Retail outlook mixed
The outlook for the holiday season brightened Thursday as many of the nation's retailers reported an improvement in sales in October. Discounters, however, had another month of lackluster results as their customers cut back spending.
Many mall-based apparel stores, including Limited Brands, Abercrombie & Fitch Inc. and Gap Inc., saw a rebound in spending, helped by cooler weather.
Big Lots Inc., ShopKo Stores Inc. and Wal-Mart Stores Inc. were among the merchants who extended a sluggish streak that began in June.
Wal-Mart recorded a 2.8 percent increase in same-store sales, below the 3 percent boost that had been expected by analysts surveyed by Thomson First Call. Total sales were up 10.4 percent.
Productivity gains slow
The productivity of America's workers grew at a 1.9 percent annual rate in the third quarter, the smallest gain since late 2002, the government reported Thursday.
The increase in productivity -- the amount an employee produces for every hour of work -- followed a brisk 3.9 percent pace registered in the second quarter, the Labor Department said. The figure for the July-to-September period was better than the 1.7 percent growth rate some economists were forecasting.
Analysts have been expecting productivity growth to slow somewhat based on the hope that businesses would seek to hire workers to help meet customer demand, rather than rely largely on greater efficiencies from fewer or existing workers.
Mortgage rates rise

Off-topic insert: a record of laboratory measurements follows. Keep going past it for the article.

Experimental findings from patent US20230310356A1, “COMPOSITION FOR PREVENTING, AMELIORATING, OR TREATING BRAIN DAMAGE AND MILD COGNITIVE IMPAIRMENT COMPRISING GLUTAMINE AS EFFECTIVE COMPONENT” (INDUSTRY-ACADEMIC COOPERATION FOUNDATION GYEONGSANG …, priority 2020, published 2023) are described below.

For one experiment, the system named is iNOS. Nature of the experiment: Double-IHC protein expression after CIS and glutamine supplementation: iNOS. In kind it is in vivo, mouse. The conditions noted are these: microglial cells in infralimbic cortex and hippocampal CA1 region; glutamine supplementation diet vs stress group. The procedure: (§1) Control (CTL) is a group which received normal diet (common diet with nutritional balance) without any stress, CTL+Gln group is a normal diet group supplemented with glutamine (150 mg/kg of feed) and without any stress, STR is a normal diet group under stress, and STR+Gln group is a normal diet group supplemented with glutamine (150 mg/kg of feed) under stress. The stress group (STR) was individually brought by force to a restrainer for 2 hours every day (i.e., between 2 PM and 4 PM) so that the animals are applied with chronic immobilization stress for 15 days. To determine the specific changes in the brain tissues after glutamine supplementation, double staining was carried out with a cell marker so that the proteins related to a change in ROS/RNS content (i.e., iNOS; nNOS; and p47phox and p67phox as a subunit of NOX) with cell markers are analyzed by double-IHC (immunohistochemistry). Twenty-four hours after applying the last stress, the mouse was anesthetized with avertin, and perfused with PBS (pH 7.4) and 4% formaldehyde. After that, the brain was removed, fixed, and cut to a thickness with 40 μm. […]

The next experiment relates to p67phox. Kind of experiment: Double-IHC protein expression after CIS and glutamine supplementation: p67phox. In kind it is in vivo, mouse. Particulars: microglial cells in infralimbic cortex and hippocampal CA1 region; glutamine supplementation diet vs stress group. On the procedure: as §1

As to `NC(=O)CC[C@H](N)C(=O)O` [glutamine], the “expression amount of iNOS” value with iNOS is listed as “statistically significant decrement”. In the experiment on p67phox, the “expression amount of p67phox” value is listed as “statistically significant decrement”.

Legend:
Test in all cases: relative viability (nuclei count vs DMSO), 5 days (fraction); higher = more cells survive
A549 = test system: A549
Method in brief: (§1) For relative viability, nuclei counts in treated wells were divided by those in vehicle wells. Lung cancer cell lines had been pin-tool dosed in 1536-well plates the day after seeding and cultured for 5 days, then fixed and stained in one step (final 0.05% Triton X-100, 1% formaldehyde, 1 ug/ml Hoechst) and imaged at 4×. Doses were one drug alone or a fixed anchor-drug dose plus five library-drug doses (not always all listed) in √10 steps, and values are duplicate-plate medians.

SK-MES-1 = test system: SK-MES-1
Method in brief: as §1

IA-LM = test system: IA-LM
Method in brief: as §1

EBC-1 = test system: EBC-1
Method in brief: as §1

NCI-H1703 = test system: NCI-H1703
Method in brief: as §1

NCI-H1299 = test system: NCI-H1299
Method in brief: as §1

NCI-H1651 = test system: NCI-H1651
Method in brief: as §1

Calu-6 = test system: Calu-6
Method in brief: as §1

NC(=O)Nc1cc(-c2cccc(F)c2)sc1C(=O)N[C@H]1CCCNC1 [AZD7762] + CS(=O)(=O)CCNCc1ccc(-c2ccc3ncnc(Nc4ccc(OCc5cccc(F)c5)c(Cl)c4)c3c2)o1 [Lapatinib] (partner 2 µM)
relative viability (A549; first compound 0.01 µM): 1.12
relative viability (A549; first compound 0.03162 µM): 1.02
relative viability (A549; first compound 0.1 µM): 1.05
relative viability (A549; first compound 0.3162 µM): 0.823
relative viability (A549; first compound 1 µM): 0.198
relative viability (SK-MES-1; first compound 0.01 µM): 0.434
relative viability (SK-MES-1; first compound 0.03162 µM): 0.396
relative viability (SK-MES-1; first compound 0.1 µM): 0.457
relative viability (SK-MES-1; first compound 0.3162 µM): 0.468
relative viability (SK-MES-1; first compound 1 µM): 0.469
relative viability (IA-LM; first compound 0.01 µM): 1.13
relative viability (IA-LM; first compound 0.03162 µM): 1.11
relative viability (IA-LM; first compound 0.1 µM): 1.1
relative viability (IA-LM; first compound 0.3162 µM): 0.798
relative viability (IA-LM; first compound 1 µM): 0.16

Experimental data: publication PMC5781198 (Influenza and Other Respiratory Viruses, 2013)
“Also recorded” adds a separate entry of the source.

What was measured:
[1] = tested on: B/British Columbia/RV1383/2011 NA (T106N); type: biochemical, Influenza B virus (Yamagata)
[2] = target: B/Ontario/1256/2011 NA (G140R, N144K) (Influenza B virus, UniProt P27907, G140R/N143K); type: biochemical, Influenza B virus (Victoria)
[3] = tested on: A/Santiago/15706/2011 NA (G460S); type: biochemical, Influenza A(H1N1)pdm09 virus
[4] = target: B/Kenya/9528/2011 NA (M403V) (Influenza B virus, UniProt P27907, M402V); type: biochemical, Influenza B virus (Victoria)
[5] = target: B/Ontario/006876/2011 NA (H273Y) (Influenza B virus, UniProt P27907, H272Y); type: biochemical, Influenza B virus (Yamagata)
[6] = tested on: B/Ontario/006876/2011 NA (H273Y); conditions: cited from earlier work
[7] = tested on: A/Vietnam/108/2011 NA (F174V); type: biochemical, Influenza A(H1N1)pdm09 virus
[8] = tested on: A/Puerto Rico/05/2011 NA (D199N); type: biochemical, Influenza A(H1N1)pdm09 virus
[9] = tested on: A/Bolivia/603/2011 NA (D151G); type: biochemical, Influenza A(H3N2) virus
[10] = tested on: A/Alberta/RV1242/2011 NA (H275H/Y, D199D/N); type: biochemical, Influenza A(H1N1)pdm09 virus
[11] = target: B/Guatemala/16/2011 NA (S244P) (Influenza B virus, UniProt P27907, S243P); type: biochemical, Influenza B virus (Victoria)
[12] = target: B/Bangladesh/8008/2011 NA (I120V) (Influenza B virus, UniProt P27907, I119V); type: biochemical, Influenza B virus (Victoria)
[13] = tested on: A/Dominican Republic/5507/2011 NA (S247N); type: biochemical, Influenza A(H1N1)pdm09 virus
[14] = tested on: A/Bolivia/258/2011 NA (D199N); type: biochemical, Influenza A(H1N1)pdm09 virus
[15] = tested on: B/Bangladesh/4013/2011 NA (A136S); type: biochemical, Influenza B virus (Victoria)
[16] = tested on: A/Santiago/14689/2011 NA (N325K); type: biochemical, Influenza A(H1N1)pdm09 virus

Mortgage rates around the country rose this week but are still at levels that should continue to provide support to the vibrant housing market, analysts say.
Rates on 30-year, fixed-rate mortgages averaged 5.7 percent for the week ending Thursday, Freddie Mac said in its weekly survey released Thursday. That was up from 5.64 percent last week.
Rates on 30-year mortgages hit a high this year of 6.34 percent the week of May 13. Since then, rates had drifted lower as inflation fears eased.
For 15-year, fixed-rate mortgages, a popular option for refinancing, rates rose this week to 5.08 percent, up from 5.01 percent last week.
GM recalls nearly 1.5 million vehicles
General Motors Corp. said Thursday it was recalling nearly 1.5 million vehicles in North America, ranging from 2002 to 2005 models.
The world's largest automaker reported the recalls -- four in all -- Oct. 27 to the National Highway Traffic Safety Administration. GM has recalled 10.47 million vehicles in North America so far this year.
The latest recalls include 946,817 sport utility vehicles: the 2002-2004 Chevrolet TrailBlazer, GMC Envoy and Oldsmobile Bravada, and the 2004 Buick Rainier.
The company said that tail lamps could malfunction on the vehicles. The company has identified two crashes, one with injury, possibly related to the malfunction.
Owners will be notified by GM through the mail and repairs will be made free of charge at GM dealerships.